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Apologetics Press :: Sensible Science

Keeping a Finger on the Pulse
by Brad Harrub, Ph.D.

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On December 13, 2001, Abiomed, a medical technology company, posted a press release on their Web site announcing the death of a second AbioCor artificial heart recipient. This announcement came just thirteen days after the announcement that the first patient enrolled in the AbioCor clinical trial had died. It is with sincere sadness that we convey our sympathy to those families that are mourning the loss of these two men. In light of these heart-rending events, it is important for us to contemplate the bigger picture. Can man make a replacement heart that works, and if not, why not? The quest to design and manufacture an artificial heart started during World War II. During this period, medics often were called upon to remove shell fragments from soldiers, and a value suddenly was placed on a heart replacement.

During the 1950s and 1960s, key developments such as the heart/lung machine, internal pacemakers, and replacement valves were made. However, a polyvinyl chloride device made by Drs. Willem Kolff and Tetsuzo Akutsu sustained the life of a dog for only 90 minutes—not exactly a success by any measure. In 1965, Dr. Kolff and his team developed a silicone rubber heart to be used in a calf. The first artificial heart to be implanted into a human was designed by Dr. Domingo Liotta, and was used as a bridge for a heart-transplant recipient. The patient survived for almost three days with the artificial heart, and 36 hours more with a transplanted heart.

Dr. William DeVries implanted the first Jarvik-7, a device developed by Drs. William Kolff, Donald Olsen, and Robert Jarvik. Clinical evaluations of the Jarvik-7 began in 1982, when this artificial heart was placed in dentist Barney Clark at the University of Utah. Five implants were performed through 1985. The longest survivor was William Schroeder, who was supported by the Jarvik-7 for 620 days. By the late 1980s, surgeons at 16 centers, including the Texas Heart Institute, had implanted more than 70 Jarvik-7 devices in patients as a bridge to transplantation. While they were hemodynamically stable, patients implanted with the Jarvik-7 did suffer from many complications (hemorrhage, stroke, sepsis, etc.). Additionally, they were forced to live a restricted lifestyle with little autonomy apart from the external console.

So now the AbioCor has entered the picture. The AbioCor Implantable Replacement Heart is made of plastic and titanium and, weighing less than 2 pounds, is powered through the skin by an external battery pack. On October 12, 2000, the Abiomed Company that produces the AbioCor artificial heart announced that it had received a $1.8 million federal contract. That same year, the company’s employee base was expanded to more than 200, and it completed a $96 million public offering on the stock market.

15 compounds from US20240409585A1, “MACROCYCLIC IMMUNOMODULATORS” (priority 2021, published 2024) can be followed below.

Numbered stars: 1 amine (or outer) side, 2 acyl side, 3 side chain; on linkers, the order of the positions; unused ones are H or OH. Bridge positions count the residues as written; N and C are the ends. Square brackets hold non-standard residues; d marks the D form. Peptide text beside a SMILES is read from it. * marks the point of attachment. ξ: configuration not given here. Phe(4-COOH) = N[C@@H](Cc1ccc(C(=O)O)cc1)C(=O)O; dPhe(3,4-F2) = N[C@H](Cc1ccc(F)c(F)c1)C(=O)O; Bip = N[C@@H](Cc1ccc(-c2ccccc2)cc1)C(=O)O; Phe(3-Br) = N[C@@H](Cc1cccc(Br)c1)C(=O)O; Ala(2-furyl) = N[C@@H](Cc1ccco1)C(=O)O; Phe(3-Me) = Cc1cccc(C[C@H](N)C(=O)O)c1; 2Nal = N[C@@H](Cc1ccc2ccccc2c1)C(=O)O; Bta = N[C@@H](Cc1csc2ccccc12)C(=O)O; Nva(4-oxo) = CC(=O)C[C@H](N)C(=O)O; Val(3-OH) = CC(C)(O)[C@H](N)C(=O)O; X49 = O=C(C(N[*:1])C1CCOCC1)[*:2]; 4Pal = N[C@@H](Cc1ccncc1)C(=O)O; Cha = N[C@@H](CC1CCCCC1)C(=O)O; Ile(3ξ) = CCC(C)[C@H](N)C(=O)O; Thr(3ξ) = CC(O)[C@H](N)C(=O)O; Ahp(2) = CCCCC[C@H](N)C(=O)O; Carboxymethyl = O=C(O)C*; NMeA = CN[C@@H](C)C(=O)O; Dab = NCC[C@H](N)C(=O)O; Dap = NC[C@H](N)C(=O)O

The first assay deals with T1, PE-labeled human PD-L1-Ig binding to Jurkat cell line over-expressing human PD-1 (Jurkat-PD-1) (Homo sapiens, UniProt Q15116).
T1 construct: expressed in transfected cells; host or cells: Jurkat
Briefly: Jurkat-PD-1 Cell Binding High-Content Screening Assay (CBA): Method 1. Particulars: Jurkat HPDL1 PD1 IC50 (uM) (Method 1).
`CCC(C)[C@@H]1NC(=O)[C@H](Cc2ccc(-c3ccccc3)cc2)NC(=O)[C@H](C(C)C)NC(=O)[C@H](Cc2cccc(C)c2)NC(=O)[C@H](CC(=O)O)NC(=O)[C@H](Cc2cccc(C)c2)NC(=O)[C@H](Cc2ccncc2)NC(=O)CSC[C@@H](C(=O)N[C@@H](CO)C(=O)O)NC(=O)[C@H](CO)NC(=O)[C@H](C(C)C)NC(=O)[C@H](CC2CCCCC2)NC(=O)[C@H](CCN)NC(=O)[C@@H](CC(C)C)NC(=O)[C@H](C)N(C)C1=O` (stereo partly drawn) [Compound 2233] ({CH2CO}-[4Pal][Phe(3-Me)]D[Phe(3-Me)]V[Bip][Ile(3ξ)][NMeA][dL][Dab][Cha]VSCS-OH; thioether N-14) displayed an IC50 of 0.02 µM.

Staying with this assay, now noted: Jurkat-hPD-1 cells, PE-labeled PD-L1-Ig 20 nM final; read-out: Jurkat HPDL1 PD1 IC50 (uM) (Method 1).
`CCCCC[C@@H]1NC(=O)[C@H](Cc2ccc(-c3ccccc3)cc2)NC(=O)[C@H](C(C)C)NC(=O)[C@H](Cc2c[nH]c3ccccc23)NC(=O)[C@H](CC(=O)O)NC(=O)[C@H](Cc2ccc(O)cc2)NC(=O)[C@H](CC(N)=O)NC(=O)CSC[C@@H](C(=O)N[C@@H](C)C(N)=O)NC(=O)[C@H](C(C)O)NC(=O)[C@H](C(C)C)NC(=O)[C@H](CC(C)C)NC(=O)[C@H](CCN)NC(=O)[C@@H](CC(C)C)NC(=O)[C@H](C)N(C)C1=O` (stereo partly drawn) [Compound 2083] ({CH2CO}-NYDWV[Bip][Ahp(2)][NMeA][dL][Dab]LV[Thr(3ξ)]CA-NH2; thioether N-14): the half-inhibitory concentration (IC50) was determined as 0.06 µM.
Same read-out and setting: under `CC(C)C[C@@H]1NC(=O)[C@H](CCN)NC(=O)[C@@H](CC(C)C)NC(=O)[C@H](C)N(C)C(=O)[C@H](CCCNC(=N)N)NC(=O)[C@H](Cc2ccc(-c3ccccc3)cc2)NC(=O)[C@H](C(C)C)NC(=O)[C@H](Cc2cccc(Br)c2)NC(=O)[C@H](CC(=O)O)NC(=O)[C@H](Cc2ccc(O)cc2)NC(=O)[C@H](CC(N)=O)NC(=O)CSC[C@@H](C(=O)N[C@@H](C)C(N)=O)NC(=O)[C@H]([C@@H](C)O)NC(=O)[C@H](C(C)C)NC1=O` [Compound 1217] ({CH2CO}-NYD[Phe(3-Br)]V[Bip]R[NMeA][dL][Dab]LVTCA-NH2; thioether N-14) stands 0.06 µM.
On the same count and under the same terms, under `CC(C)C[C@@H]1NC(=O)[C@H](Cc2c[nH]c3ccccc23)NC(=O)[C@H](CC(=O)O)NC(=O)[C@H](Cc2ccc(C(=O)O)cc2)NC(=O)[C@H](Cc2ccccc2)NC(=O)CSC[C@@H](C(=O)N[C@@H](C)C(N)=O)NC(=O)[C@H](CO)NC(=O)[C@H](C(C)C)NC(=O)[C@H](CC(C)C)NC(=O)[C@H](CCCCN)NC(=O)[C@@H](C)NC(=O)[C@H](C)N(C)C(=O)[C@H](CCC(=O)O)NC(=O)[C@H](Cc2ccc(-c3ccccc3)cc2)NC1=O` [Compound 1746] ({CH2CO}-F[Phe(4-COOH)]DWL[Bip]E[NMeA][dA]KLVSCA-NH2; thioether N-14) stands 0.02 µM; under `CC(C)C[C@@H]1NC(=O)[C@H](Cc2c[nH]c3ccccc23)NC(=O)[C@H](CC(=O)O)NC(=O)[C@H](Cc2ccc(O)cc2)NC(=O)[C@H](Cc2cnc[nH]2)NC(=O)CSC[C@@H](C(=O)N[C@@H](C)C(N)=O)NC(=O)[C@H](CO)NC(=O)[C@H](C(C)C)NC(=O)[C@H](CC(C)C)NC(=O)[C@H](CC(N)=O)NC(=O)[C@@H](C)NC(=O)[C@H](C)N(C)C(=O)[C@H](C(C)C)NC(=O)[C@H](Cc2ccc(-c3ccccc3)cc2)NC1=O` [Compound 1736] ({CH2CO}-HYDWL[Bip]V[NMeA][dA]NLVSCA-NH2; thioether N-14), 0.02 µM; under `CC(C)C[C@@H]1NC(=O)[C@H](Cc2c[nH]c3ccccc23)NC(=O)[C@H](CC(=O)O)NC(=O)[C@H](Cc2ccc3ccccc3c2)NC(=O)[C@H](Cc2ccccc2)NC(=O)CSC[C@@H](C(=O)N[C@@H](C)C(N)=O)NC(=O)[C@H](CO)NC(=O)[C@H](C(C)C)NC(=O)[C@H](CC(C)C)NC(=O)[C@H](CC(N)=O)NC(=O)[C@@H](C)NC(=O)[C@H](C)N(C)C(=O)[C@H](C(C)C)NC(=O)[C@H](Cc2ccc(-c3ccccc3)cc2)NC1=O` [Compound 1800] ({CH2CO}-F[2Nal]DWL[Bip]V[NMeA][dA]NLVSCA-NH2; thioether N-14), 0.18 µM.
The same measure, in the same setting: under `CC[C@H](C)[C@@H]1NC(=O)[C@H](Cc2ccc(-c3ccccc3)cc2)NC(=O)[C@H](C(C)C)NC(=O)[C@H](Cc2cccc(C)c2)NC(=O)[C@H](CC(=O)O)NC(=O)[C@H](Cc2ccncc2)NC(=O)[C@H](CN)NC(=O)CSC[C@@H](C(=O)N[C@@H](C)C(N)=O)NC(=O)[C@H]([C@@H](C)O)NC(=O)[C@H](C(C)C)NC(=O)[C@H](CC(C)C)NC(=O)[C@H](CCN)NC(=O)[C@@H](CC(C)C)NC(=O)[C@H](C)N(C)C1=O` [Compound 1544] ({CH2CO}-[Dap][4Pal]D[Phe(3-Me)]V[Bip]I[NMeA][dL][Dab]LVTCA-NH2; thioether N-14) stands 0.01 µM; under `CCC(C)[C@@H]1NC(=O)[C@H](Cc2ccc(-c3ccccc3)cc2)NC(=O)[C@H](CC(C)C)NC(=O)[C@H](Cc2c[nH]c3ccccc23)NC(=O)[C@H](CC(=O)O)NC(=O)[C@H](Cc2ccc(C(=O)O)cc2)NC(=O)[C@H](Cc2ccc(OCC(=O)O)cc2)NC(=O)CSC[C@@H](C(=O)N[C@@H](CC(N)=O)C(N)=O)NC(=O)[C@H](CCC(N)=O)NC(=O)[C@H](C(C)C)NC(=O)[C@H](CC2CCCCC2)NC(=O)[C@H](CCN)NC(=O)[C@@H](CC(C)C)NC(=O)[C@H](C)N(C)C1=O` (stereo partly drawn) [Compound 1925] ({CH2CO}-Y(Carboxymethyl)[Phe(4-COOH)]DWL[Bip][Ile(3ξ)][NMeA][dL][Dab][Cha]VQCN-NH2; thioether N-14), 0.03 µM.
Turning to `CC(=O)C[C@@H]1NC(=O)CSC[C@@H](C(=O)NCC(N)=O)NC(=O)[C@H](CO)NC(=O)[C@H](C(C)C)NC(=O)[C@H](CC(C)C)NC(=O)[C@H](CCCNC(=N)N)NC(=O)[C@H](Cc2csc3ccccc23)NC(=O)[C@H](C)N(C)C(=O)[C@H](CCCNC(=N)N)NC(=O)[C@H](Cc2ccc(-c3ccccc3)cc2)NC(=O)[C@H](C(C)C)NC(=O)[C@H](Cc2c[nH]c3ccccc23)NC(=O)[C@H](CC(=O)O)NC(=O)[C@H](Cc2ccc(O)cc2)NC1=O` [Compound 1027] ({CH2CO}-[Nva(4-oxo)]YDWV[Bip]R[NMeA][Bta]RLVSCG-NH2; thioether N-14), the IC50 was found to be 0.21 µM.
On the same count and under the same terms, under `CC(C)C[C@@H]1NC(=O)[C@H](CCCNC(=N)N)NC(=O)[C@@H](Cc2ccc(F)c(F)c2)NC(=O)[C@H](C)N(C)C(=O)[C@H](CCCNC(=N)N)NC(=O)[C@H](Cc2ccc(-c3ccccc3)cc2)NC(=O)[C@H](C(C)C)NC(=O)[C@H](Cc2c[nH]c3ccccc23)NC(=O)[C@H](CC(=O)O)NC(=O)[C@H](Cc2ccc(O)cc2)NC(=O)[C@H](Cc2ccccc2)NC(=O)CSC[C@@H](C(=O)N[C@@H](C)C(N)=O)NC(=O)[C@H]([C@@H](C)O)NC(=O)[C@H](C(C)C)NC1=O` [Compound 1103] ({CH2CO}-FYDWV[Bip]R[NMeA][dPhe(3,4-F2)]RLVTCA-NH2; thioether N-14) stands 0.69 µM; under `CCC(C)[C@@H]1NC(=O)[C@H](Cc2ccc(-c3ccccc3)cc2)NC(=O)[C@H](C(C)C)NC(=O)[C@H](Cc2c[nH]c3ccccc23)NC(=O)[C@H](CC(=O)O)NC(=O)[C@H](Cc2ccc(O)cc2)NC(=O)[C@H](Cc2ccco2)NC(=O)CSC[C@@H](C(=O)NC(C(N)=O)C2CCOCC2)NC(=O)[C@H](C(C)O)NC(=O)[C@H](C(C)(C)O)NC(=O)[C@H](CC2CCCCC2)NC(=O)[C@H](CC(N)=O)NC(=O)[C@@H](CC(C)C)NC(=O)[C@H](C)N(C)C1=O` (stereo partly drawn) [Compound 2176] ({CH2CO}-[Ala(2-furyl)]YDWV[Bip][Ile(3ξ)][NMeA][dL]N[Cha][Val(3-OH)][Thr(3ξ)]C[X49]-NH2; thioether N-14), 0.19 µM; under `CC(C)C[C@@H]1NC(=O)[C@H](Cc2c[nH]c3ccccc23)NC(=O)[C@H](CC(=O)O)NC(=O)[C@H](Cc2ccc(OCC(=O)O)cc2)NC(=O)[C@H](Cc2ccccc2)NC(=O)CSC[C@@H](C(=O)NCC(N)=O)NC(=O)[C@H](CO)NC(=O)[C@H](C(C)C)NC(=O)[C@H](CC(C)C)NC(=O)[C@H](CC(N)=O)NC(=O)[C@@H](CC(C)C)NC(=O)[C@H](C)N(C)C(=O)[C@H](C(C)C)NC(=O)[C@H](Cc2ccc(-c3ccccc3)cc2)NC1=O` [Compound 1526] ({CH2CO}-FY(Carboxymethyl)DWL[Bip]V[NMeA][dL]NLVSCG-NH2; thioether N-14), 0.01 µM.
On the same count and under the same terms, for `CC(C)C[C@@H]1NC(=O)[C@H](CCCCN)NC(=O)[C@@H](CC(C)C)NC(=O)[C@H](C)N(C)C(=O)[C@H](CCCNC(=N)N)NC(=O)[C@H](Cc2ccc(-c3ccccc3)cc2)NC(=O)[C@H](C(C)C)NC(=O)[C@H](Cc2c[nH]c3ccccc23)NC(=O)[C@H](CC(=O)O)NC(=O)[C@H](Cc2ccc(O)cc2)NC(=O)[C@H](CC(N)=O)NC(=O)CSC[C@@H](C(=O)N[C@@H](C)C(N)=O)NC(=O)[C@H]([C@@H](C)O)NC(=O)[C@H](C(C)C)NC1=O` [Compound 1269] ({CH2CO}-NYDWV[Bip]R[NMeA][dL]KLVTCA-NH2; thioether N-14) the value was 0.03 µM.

With the millions of dollars used to produce this new heart, and the countless hours of research and development that was required, one would expect that this artificial heart was nothing less than a state-of-the-art wonder! A lab full of highly specialized technicians and physicians would seem to ensure success. However, Robert Tools, the first patient to receive an AbioCor heart, lived only 151 days. The individual that received the fourth implant, who according to his (and his family’s) wishes, never has been identified to the public, survived only 56 days. How is that? Haven’t evolutionists reminded us time and time again that humans evolved over time from some amoeba-like creature? Isn’t the human heart just another product of evolution? It seems as though creating something that merely evolved over time would not be all that complex (after all, we can put water fountains in skyscrapers). And yet millions of dollars, hundreds of highly educated researchers, and countless hours of work can extend life only a hundred days or so. Could it be that we have not given God enough credit for His ability to design and create the amazing human body? Manmade artificial hearts may hold a small bit of promise, but for now I’ll cling to that which God made in the beginning (Psalm 139:14).

Copyright © 2002 Apologetics Press, Inc. All rights reserved.

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